If you're suing someone who didn't comply with a written contract, you'll need copies of the contract and any correspondence exchanged. You might also want to present photos of shoddy work or damaged property.
If someone witnessed an event, bring them in. You might also need expert testimony to establish the defendant caused the problem if it isn't something that can be inferred. For instance, only a medical professional can testify about the cause of illness or injury, and you'd need a mechanic to verify most automotive repairs. Check with the court to see if you can provide a statement made under oath if the person is unavailable or charges too much for in-person testimony.
After providing the judge with a short case description, you'll likely present the facts chronologically. If you're afraid you'll forget something or are worried you'll ramble on, write out your presentation and read it when it's your turn. However, you'll likely make a better impression if you speak naturally, using a bullet point list for reference when needed. Either way, practicing beforehand is the key to a polished presentation.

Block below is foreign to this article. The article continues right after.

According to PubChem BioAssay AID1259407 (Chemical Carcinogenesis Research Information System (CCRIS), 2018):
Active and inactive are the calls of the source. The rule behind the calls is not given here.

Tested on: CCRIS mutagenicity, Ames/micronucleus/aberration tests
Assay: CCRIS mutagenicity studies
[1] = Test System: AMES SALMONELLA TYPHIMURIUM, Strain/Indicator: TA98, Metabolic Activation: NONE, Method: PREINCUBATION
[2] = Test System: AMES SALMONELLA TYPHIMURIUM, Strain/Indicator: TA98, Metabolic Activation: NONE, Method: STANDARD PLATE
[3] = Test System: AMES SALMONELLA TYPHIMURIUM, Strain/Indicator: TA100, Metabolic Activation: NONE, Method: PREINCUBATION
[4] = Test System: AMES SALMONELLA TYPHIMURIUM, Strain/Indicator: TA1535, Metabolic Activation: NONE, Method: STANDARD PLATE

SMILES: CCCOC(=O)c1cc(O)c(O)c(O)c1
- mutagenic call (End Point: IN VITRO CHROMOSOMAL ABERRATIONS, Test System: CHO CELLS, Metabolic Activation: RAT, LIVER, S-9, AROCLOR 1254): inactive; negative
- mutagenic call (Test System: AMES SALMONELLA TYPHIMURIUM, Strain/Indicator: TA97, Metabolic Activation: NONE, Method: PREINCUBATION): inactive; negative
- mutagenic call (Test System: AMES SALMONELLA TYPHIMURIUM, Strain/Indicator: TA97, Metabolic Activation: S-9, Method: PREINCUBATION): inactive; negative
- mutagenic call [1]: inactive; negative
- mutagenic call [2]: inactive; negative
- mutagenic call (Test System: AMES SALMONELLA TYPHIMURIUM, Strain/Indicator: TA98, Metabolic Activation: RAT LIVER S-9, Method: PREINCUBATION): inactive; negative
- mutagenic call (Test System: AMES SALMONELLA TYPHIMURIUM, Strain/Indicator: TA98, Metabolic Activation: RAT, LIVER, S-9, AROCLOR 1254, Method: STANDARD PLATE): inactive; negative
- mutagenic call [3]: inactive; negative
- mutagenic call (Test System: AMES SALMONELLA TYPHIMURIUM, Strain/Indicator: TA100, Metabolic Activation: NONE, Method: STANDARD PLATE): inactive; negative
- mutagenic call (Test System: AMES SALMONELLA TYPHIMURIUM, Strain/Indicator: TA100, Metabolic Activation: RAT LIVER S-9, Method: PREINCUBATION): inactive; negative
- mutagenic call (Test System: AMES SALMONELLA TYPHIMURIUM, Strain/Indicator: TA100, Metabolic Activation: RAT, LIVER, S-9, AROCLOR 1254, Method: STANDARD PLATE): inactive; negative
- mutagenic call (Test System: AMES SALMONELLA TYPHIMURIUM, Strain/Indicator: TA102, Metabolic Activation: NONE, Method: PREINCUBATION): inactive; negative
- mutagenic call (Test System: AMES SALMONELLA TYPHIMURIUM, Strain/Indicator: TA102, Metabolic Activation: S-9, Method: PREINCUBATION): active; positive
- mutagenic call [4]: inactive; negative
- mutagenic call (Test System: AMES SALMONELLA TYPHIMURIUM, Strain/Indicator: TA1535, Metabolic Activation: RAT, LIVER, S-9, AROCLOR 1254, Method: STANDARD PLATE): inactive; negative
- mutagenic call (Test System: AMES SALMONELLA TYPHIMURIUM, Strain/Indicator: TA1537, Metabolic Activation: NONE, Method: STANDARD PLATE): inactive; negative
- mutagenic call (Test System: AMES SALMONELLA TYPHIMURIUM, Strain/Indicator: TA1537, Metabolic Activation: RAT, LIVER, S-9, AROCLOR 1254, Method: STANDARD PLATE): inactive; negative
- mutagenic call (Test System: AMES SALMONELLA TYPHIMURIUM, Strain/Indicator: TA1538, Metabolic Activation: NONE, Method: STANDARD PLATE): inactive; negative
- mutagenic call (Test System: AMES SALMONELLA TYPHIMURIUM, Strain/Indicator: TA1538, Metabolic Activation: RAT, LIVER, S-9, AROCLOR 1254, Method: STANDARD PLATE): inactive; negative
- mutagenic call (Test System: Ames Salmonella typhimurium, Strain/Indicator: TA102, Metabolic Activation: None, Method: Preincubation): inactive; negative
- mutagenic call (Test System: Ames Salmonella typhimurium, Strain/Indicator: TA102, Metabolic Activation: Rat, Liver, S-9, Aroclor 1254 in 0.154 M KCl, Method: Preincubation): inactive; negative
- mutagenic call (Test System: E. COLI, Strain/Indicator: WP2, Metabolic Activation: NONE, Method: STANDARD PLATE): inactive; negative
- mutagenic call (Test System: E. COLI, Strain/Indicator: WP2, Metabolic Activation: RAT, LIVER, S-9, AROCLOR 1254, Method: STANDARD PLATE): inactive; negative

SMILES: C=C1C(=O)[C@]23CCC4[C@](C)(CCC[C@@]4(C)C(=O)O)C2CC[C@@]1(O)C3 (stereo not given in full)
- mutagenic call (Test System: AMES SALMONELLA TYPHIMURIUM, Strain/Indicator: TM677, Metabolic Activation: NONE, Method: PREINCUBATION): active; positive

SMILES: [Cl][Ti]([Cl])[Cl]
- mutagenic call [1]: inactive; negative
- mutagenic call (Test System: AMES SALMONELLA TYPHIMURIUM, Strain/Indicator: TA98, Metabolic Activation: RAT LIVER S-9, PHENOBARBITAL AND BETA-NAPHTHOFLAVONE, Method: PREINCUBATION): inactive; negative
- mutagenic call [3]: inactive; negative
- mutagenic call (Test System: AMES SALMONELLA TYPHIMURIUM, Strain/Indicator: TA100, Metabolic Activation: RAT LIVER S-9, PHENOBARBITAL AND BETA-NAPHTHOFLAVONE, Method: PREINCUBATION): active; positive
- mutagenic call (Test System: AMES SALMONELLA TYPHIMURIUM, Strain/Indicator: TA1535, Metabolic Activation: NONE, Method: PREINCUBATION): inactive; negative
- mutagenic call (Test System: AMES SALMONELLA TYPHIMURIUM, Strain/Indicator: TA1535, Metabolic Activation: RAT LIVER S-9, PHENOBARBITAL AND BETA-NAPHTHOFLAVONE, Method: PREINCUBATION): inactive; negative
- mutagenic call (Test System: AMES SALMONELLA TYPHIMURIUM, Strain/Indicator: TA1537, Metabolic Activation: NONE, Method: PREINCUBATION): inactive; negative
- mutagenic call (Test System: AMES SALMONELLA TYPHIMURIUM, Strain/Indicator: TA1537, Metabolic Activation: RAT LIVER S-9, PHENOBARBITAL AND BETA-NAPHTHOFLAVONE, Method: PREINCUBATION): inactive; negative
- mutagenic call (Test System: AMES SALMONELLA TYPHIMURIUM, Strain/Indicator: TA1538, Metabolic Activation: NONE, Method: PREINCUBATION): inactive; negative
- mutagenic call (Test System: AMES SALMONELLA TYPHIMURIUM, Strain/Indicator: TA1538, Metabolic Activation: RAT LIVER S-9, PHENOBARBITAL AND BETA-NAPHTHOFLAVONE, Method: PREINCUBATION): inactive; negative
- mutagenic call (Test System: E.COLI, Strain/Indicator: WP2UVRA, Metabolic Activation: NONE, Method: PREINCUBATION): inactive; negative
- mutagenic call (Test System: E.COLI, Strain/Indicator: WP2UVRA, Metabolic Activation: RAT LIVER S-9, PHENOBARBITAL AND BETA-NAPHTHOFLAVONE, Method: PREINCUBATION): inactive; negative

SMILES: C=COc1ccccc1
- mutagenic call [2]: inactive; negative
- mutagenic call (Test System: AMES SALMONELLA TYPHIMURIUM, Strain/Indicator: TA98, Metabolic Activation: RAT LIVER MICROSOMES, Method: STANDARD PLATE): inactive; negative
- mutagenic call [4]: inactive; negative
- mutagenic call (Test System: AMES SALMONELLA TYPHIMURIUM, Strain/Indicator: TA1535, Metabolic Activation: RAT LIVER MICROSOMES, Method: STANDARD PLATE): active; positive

Also, it's best to cover each point concisely yet fully, with as little emotion as possible. You'll also want to avoid jumping in if the other side says something incorrect. Instead, make a note and address it when it is your turn to speak.
The court might announce the winner immediately after the trial, but it's more likely that you'll find out who prevailed by mail. Your next steps will depend on whether you win or lose.
Yes. Either side can file an appeal within 21 days after the judgment is signed or after a motion for a new trial is denied. Be sure to start counting from the correct date to avoid missing the filing deadline.